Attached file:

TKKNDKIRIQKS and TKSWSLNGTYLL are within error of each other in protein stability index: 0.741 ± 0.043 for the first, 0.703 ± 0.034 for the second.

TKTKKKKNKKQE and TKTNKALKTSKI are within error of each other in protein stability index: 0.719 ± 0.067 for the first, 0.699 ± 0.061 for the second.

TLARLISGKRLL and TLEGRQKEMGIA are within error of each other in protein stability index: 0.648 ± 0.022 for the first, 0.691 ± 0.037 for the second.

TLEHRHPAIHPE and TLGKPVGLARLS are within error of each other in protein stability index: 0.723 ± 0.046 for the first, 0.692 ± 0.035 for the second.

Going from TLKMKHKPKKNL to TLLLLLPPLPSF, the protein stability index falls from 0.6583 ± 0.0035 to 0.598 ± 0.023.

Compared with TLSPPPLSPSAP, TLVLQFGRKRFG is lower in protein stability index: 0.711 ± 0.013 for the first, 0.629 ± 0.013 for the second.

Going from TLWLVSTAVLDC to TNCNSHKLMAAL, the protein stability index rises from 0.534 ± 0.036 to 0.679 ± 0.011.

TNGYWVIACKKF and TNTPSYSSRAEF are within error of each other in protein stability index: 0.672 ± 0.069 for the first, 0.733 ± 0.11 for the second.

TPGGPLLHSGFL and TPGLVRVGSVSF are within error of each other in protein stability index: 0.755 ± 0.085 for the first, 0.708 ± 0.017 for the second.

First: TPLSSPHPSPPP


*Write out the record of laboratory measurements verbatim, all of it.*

TKKNDKIRIQKS and TKSWSLNGTYLL are within error of each other in protein stability index: 0.741 ± 0.043 for the first, 0.703 ± 0.034 for the second.

TKTKKKKNKKQE and TKTNKALKTSKI are within error of each other in protein stability index: 0.719 ± 0.067 for the first, 0.699 ± 0.061 for the second.

TLARLISGKRLL and TLEGRQKEMGIA are within error of each other in protein stability index: 0.648 ± 0.022 for the first, 0.691 ± 0.037 for the second.

TLEHRHPAIHPE and TLGKPVGLARLS are within error of each other in protein stability index: 0.723 ± 0.046 for the first, 0.692 ± 0.035 for the second.

Going from TLKMKHKPKKNL to TLLLLLPPLPSF, the protein stability index falls from 0.6583 ± 0.0035 to 0.598 ± 0.023.

Compared with TLSPPPLSPSAP, TLVLQFGRKRFG is lower in protein stability index: 0.711 ± 0.013 for the first, 0.629 ± 0.013 for the second.

Going from TLWLVSTAVLDC to TNCNSHKLMAAL, the protein stability index rises from 0.534 ± 0.036 to 0.679 ± 0.011.

TNGYWVIACKKF and TNTPSYSSRAEF are within error of each other in protein stability index: 0.672 ± 0.069 for the first, 0.733 ± 0.11 for the second.

TPGGPLLHSGFL and TPGLVRVGSVSF are within error of each other in protein stability index: 0.755 ± 0.085 for the first, 0.708 ± 0.017 for the second.

First: TPLSSPHPSPPP